On Thu, 6 Oct 2005 12:17:31 -0400, in alt.accounting
A pure cash-basis system might, but I cannot imagine anyone using such a
system since it is neither GAAP, nor currently acceptable as government
accounting, nor acceptable to the IRS for property purchases.
Thank you so much for your reply. I need to ask another question please.
I understand that only the interest will show up on the income statement no
problem there, but will this also be the case with a car payment. I mean
just show the interest on the income statement under interest expense?
I am still having trouble understanding exactly what happens with the land.
If we paid 36K total on the note and assuming that 6K of it was interest
that would leave the NP Land being debited by 30K.
My problem or lack of understanding comes in with this 30K not being shown
on the income statement. It was 30K that was spent. The company no longer
has the money so how does someone looking at the income statement know that
I mean shouldn't I show this expenditure of 30K somewhere on the income
Please help with this one. I have been away from accounting for a very long
time and I am very rusty.
I am only 100 miles away from Athens!
As far as the loan goes, yes.
The vehicle will (or should) get depreciated over time unless it is a
vehicle held as inventory (ie: for sale to your customers).
For land, nothing. The purchase price gets booked as an asset (a debit
entry) and it sits there. Any cash paid at closing gets credited, as well
as a credit entry for the initial loan balance. Loan payment (the principal
portion) are debited against the loan credit balance until paid in full. If
you do your math right, it will end up with a $0 balance when paid in full.
To either, buy an asset, or to pay down a liability.
Transactions that affect cash and another asset, or cash and a liability, do
not impact the income statement.
They would however, see that the liabilities on the balance sheet went down.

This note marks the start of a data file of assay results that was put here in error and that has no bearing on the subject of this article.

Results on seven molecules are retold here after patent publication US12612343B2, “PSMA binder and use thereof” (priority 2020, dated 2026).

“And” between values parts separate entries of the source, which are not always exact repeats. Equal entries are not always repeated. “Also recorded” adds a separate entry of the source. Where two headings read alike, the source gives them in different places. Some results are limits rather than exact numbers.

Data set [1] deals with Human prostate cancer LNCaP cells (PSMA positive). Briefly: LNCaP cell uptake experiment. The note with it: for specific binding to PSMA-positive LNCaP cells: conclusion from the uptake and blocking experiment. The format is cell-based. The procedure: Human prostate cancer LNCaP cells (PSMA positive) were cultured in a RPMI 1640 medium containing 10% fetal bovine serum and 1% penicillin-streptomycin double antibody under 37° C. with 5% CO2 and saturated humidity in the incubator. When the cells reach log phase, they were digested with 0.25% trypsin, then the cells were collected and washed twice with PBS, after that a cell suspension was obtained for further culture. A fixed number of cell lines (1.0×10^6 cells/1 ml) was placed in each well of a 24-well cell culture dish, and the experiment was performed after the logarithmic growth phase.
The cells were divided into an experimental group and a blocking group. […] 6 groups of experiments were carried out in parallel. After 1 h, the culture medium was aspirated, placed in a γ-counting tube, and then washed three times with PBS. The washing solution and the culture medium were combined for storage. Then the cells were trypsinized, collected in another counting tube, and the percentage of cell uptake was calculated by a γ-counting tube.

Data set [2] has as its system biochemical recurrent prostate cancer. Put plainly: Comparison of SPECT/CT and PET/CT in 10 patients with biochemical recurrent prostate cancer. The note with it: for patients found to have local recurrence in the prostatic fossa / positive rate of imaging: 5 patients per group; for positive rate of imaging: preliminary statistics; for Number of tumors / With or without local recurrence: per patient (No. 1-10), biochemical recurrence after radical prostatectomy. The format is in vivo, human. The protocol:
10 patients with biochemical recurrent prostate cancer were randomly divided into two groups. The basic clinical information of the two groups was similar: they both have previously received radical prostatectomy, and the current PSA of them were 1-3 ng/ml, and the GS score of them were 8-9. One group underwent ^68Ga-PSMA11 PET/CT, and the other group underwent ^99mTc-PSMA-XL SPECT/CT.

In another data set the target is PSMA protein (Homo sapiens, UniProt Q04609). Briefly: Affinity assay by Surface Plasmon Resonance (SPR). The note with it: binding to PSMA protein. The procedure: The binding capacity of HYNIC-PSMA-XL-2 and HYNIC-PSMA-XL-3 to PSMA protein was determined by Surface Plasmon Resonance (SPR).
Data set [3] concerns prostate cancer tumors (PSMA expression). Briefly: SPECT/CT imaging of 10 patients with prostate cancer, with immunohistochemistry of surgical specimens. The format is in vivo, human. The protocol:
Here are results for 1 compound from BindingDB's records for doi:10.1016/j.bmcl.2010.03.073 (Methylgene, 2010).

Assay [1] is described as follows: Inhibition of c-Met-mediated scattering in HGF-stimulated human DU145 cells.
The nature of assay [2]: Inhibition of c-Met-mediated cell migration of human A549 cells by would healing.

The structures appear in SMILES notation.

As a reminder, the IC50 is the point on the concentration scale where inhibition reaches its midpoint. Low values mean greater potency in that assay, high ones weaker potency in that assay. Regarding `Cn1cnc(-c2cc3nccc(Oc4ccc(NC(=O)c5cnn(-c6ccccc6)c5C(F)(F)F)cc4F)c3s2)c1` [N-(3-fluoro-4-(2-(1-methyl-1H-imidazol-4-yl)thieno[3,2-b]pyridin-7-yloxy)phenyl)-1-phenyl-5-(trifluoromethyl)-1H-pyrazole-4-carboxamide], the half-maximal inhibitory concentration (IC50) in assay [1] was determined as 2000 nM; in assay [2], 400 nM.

Or, looking at what some call the most important financial report, the cash
flow statement, you'll notice where the money went.
That is something that also may need to be explained in the notes to the
Nope. Nothing was expensed. Except the interest.
Hey!! Two to ten hours depending on traffic and weather.
yep...the activities are just on balance sheet
accounts (note & cash)...no activity on any
income ststement accounts...unless there is %
or penalty paid....it becomes fun, tryiong to book
each monthly auto or machinery payment, using,
say 24 cupons.......each monthe the accountant must know how
much $ is %, and how much is against principal...
only then, can he/she make the correct entries to both
the bal sht and income stmt in the right amounts...
Think about it in terms of journal entries.
During the year, you will pay principal and interest on most notes, as
it sounds like you are doing here. Say you started with a note of
$100,000. During the year, you made payments of $50,000. $36,000 was
principal payments and $14,000 was interest payments.
To record the note on the books:
To record the payment of principal on the note:
To record the payment of interest on the note:
Interest Expense $14,000
Note that this assumes you are making no accruals and recording all
activity at the end of the period. Under GAAP, you would likely accrue
interest periodically by:
Interest Expense $X
Interest Payable $X
When this interest is paid;
Interest Payable $X
Hope this helps.
BeanSmart.com is a site by and for consumers of financial services and advice. We are not affiliated with any of the banks, financial services or software manufacturers discussed here.
All logos and trade names are the property of their respective owners.
Tax and financial advice you come across on this site is freely given by your peers and professionals on their own time and out of the kindness of their hearts. We can guarantee
neither accuracy of such advice nor its applicability for your situation. Simply put, you are fully responsible for the results of using information from this site in real life situations.